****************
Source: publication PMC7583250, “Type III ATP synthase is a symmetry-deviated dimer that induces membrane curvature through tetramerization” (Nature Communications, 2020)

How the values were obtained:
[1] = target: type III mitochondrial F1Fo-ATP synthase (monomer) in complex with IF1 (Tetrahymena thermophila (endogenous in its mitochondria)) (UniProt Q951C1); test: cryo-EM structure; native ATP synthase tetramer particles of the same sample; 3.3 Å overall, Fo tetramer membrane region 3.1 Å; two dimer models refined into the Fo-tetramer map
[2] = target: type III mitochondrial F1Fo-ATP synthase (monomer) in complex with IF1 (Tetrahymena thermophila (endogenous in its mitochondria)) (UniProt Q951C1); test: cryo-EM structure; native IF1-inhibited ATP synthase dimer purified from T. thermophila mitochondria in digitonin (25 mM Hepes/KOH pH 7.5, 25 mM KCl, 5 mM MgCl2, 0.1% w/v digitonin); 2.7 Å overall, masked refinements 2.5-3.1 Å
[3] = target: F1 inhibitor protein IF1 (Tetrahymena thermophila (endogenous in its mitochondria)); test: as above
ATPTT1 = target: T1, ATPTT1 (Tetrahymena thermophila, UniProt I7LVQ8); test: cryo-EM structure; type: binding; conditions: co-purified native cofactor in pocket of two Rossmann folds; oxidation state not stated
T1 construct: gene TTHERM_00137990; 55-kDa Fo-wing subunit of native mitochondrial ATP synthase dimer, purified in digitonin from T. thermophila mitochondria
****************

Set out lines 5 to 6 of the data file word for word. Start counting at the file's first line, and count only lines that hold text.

[3] = target: F1 inhibitor protein IF1 (Tetrahymena thermophila (endogenous in its mitochondria)); test: as above
ATPTT1 = target: T1, ATPTT1 (Tetrahymena thermophila, UniProt I7LVQ8); test: cryo-EM structure; type: binding; conditions: co-purified native cofactor in pocket of two Rossmann folds; oxidation state not stated